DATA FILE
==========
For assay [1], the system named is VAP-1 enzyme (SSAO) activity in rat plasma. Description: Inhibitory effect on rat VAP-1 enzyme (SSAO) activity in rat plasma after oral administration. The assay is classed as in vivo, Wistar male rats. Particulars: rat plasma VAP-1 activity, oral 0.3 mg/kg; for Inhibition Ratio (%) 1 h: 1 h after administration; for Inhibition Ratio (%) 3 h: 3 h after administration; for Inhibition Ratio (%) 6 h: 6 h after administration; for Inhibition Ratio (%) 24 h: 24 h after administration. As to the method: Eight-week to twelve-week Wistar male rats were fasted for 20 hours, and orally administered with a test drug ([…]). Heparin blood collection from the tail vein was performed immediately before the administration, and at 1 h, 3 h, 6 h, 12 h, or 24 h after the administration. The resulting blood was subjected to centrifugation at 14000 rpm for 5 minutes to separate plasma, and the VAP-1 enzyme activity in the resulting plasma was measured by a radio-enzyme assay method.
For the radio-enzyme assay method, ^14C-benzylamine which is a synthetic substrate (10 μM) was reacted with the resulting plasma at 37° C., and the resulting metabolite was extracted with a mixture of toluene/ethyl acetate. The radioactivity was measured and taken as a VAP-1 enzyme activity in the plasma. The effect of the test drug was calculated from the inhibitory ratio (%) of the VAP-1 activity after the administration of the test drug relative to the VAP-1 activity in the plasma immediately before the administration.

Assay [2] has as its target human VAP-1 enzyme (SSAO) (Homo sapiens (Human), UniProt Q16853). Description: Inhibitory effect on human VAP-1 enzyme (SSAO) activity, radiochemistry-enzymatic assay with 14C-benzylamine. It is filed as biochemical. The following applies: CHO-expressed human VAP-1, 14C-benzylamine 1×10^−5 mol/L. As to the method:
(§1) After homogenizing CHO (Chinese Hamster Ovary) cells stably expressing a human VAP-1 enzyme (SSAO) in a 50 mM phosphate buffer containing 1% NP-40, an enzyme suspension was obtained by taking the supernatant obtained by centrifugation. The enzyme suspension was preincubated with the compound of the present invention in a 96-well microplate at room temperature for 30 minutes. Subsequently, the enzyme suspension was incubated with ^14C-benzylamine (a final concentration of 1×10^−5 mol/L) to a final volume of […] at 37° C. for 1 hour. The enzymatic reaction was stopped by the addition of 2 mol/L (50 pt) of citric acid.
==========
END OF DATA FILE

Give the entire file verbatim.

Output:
For assay [1], the system named is VAP-1 enzyme (SSAO) activity in rat plasma. Description: Inhibitory effect on rat VAP-1 enzyme (SSAO) activity in rat plasma after oral administration. The assay is classed as in vivo, Wistar male rats. Particulars: rat plasma VAP-1 activity, oral 0.3 mg/kg; for Inhibition Ratio (%) 1 h: 1 h after administration; for Inhibition Ratio (%) 3 h: 3 h after administration; for Inhibition Ratio (%) 6 h: 6 h after administration; for Inhibition Ratio (%) 24 h: 24 h after administration. As to the method: Eight-week to twelve-week Wistar male rats were fasted for 20 hours, and orally administered with a test drug ([…]). Heparin blood collection from the tail vein was performed immediately before the administration, and at 1 h, 3 h, 6 h, 12 h, or 24 h after the administration. The resulting blood was subjected to centrifugation at 14000 rpm for 5 minutes to separate plasma, and the VAP-1 enzyme activity in the resulting plasma was measured by a radio-enzyme assay method.
For the radio-enzyme assay method, ^14C-benzylamine which is a synthetic substrate (10 μM) was reacted with the resulting plasma at 37° C., and the resulting metabolite was extracted with a mixture of toluene/ethyl acetate. The radioactivity was measured and taken as a VAP-1 enzyme activity in the plasma. The effect of the test drug was calculated from the inhibitory ratio (%) of the VAP-1 activity after the administration of the test drug relative to the VAP-1 activity in the plasma immediately before the administration.

Assay [2] has as its target human VAP-1 enzyme (SSAO) (Homo sapiens (Human), UniProt Q16853). Description: Inhibitory effect on human VAP-1 enzyme (SSAO) activity, radiochemistry-enzymatic assay with 14C-benzylamine. It is filed as biochemical. The following applies: CHO-expressed human VAP-1, 14C-benzylamine 1×10^−5 mol/L. As to the method:
(§1) After homogenizing CHO (Chinese Hamster Ovary) cells stably expressing a human VAP-1 enzyme (SSAO) in a 50 mM phosphate buffer containing 1% NP-40, an enzyme suspension was obtained by taking the supernatant obtained by centrifugation. The enzyme suspension was preincubated with the compound of the present invention in a 96-well microplate at room temperature for 30 minutes. Subsequently, the enzyme suspension was incubated with ^14C-benzylamine (a final concentration of 1×10^−5 mol/L) to a final volume of […] at 37° C. for 1 hour. The enzymatic reaction was stopped by the addition of 2 mol/L (50 pt) of citric acid.